Seemingly out of nowhere, the Sport Utility Vehicle (SUV) has become the darling of the American automotive marketplace.
How did this happen?
Let’s take a few minutes to learn why SUVs are so popular.
The “Cool” Factor
Auto experts will tell you a good station wagon or a minivan will carry just as many people and just as much cargo as (if not more than) the average SUV. In fact, minivans held much of the appeal SUVs now enjoy for families until the recent past.
Those vehicles came into vogue because station wagons had begun to be looked upon as dowdy relics of a bygone time. In other words, they lacked cool. However, as the generation that came of age during the minivan era grew up, they started regarding them the same way their parents did station wagons.
As a result, station wagons and minivans are all but dead.
The marketplace has embraced the SUV instead.
The “Crossover” Phenomenon
Sport Utility Vehicles were originally built on the same platforms their manufacturers used for trucks. However, this made them drive like trucks, which led to buyers complaining about ride comfort, space utilization and handling issues.
Learning from this, car companies started producing vehicles with the seating capacity and visual profile of SUVs — based upon car platforms. This made them easier to drive, more comfortable and improved their performance potential.
Today, the vast majority of SUVs on the market are based on cars and fall into the subcategory known as crossover utility vehicles.
In other words, they’re tall station wagons.
Most SUVs are capable of seating at least five people. They also have folding rear seatbacks, so passenger capacity can be traded for expanded cargo capability. As a result, they’re ideal for large and small families alike.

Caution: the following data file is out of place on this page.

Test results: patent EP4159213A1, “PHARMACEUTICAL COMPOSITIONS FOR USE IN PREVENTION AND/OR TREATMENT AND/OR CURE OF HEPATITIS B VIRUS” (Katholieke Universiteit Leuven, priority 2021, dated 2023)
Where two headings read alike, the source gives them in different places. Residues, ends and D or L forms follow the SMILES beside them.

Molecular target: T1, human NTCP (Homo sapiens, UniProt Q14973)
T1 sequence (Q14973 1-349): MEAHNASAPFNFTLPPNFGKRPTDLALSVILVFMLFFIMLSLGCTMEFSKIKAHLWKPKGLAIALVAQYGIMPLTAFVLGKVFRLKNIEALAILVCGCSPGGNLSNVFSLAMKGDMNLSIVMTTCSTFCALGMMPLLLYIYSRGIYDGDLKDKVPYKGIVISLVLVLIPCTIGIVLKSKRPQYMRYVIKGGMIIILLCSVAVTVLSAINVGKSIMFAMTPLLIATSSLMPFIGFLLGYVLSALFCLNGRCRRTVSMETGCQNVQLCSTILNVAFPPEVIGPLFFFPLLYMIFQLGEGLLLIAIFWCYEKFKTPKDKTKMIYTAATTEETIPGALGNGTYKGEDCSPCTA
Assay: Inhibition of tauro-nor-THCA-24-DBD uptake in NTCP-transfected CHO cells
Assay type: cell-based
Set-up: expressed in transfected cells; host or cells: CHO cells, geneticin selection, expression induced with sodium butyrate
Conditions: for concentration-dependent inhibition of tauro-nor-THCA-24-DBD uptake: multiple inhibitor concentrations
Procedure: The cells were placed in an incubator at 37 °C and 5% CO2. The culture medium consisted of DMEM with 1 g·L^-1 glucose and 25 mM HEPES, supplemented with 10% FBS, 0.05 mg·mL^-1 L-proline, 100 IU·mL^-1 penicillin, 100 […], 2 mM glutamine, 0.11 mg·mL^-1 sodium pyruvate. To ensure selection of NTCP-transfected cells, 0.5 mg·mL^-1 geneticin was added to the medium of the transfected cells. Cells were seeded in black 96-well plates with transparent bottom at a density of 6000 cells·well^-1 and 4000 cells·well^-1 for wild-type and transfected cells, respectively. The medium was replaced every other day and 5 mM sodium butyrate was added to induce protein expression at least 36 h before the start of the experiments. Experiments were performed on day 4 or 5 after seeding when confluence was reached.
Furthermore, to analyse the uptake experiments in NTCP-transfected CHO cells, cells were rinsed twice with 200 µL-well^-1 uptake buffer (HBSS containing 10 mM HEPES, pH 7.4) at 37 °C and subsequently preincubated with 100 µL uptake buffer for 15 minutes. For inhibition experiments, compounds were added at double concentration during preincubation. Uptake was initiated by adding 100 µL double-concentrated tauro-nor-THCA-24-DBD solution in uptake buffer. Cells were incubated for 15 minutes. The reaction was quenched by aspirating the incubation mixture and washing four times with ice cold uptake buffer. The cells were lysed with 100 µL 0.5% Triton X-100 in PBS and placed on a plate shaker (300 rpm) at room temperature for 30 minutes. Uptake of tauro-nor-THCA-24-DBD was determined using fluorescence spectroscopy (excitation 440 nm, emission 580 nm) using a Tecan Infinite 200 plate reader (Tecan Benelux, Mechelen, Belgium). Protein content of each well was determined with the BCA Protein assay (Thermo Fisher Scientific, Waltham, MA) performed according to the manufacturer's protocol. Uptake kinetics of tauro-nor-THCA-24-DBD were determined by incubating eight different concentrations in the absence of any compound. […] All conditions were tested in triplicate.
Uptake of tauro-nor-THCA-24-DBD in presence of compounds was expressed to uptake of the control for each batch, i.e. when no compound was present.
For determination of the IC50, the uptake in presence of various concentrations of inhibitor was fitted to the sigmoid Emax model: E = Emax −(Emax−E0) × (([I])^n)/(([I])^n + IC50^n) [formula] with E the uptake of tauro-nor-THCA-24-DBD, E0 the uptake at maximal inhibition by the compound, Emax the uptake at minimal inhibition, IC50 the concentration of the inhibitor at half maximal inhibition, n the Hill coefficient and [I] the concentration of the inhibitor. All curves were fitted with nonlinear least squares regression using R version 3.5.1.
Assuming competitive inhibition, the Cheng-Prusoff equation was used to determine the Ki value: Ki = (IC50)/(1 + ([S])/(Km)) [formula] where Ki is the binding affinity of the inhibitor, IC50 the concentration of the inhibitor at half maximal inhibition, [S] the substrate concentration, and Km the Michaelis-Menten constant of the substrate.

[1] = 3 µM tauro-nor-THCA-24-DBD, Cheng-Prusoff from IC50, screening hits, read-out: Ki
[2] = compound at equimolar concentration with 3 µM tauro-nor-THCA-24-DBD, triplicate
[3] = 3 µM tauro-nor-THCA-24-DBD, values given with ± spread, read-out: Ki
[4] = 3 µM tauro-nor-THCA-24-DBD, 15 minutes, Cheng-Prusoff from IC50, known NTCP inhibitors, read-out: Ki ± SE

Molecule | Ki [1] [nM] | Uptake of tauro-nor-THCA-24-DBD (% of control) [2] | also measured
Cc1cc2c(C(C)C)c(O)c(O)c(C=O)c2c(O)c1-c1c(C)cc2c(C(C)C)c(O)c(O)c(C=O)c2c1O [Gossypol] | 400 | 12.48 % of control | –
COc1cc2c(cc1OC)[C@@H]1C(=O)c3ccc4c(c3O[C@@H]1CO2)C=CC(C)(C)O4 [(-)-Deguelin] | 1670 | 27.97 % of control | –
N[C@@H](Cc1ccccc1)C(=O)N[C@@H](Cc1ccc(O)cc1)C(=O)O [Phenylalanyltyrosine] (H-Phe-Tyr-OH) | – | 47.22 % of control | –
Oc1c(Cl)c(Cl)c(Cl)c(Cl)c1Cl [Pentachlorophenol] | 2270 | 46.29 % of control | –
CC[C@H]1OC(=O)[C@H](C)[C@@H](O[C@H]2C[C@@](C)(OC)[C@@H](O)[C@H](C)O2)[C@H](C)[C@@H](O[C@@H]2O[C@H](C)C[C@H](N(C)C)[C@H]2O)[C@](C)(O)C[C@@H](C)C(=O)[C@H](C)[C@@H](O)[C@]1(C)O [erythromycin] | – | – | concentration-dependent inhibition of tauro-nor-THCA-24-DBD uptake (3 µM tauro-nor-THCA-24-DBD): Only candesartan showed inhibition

Some SUVs even offer third-row seating to increase passenger counts to as many as eight. This allows them to haul larger families and their toys or groceries or whatever else an owner might see fit with relative ease.
Broader Profit Margins
While this reason is for manufacturers rather than consumers, it’s still solid. Basing those original SUVs on already existing truck platforms reduced costs significantly. A single chassis design could be put to multiple uses.
Profit margins expanded as those SUVs could then be developed more cheaply than cars, even while being sold at higher prices than cars. When crossovers came into vogue, builders repeated the strategy, this time using platforms they’d already developed for cars. Higher prices are also charged for crossover SUVs than cars, even though they’re on the same platforms. This keeps those healthier profit margins intact, as one can see even without a car finance calculator.
Think about it; when manufacturers like Bentley, Jaguar, Lamborghini, Maserati, Porsche, Rolls-Royce and — coming soon — even Ferrari see a justifiable case for offering a sport utility, enhanced profitability is afoot.
Safety Concerns/Driver Reassurance
A lot of people feel safer in larger vehicles. They want as much metal around them as possible so they can feel protected if they hit something — or if something hits them. Further, they believe the elevated seating position afforded by the SUV improves outward visibility.
However, the proponents of these elements tend to overlook the fact the SUV’s taller profile results in a higher center of gravity. This diminishes its handling capabilities, so avoiding accidents is a more difficult, particularly when compared to a car or a station wagon.
Still even if it’s just a psychological thing, many people feel more secure in SUVs than they do in cars.
Another safety factor is most SUVs offer all-wheel or four-wheel drive. This provides distinct traction advantages if you live in an area with extreme winter weather.
Style, Adventure and Youthfulness
Certain family needs always remain constant, regardless of the era. Today’s SUV drivers require many of the same capabilities of their parents’ station wagons. To that end, clever automakers have incorporated the added carrying capacity and easy handling of those vehicles into designs the contemporary automotive consumer has been convinced to believe are more reflective of their style, sense of adventure and youthfulness.
And, that’s why SUVs are so popular.